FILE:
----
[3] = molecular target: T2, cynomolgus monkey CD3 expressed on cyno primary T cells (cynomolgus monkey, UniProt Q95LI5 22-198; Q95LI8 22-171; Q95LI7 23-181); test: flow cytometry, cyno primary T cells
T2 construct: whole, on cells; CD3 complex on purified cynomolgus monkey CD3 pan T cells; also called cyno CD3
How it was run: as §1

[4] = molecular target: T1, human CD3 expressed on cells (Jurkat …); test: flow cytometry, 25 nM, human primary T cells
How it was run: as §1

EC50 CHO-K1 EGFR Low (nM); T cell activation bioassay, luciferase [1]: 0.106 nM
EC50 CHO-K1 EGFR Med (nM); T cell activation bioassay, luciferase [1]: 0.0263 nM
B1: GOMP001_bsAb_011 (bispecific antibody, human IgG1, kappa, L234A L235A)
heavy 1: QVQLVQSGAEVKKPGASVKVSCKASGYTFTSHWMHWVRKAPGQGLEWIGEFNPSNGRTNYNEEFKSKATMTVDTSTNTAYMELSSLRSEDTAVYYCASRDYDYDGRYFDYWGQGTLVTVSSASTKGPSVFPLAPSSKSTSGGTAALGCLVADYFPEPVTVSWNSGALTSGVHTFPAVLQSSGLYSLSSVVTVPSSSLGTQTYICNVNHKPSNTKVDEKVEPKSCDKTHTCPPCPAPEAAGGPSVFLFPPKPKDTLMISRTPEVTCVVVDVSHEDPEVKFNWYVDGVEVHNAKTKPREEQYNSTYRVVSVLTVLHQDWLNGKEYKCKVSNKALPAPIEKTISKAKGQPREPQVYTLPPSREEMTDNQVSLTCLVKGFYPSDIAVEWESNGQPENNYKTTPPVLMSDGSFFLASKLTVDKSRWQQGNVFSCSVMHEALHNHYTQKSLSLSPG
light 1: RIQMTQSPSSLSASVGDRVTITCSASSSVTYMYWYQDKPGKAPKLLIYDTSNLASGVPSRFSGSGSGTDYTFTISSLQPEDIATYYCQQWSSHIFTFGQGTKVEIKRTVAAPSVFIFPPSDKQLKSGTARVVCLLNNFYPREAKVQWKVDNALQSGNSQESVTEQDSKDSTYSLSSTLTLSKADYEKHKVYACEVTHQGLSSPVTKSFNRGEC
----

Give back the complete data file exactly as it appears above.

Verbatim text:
[3] = molecular target: T2, cynomolgus monkey CD3 expressed on cyno primary T cells (cynomolgus monkey, UniProt Q95LI5 22-198; Q95LI8 22-171; Q95LI7 23-181); test: flow cytometry, cyno primary T cells
T2 construct: whole, on cells; CD3 complex on purified cynomolgus monkey CD3 pan T cells; also called cyno CD3
How it was run: as §1

[4] = molecular target: T1, human CD3 expressed on cells (Jurkat …); test: flow cytometry, 25 nM, human primary T cells
How it was run: as §1

EC50 CHO-K1 EGFR Low (nM); T cell activation bioassay, luciferase [1]: 0.106 nM
EC50 CHO-K1 EGFR Med (nM); T cell activation bioassay, luciferase [1]: 0.0263 nM
B1: GOMP001_bsAb_011 (bispecific antibody, human IgG1, kappa, L234A L235A)
heavy 1: QVQLVQSGAEVKKPGASVKVSCKASGYTFTSHWMHWVRKAPGQGLEWIGEFNPSNGRTNYNEEFKSKATMTVDTSTNTAYMELSSLRSEDTAVYYCASRDYDYDGRYFDYWGQGTLVTVSSASTKGPSVFPLAPSSKSTSGGTAALGCLVADYFPEPVTVSWNSGALTSGVHTFPAVLQSSGLYSLSSVVTVPSSSLGTQTYICNVNHKPSNTKVDEKVEPKSCDKTHTCPPCPAPEAAGGPSVFLFPPKPKDTLMISRTPEVTCVVVDVSHEDPEVKFNWYVDGVEVHNAKTKPREEQYNSTYRVVSVLTVLHQDWLNGKEYKCKVSNKALPAPIEKTISKAKGQPREPQVYTLPPSREEMTDNQVSLTCLVKGFYPSDIAVEWESNGQPENNYKTTPPVLMSDGSFFLASKLTVDKSRWQQGNVFSCSVMHEALHNHYTQKSLSLSPG
light 1: RIQMTQSPSSLSASVGDRVTITCSASSSVTYMYWYQDKPGKAPKLLIYDTSNLASGVPSRFSGSGSGTDYTFTISSLQPEDIATYYCQQWSSHIFTFGQGTKVEIKRTVAAPSVFIFPPSDKQLKSGTARVVCLLNNFYPREAKVQWKVDNALQSGNSQESVTEQDSKDSTYSLSSTLTLSKADYEKHKVYACEVTHQGLSSPVTKSFNRGEC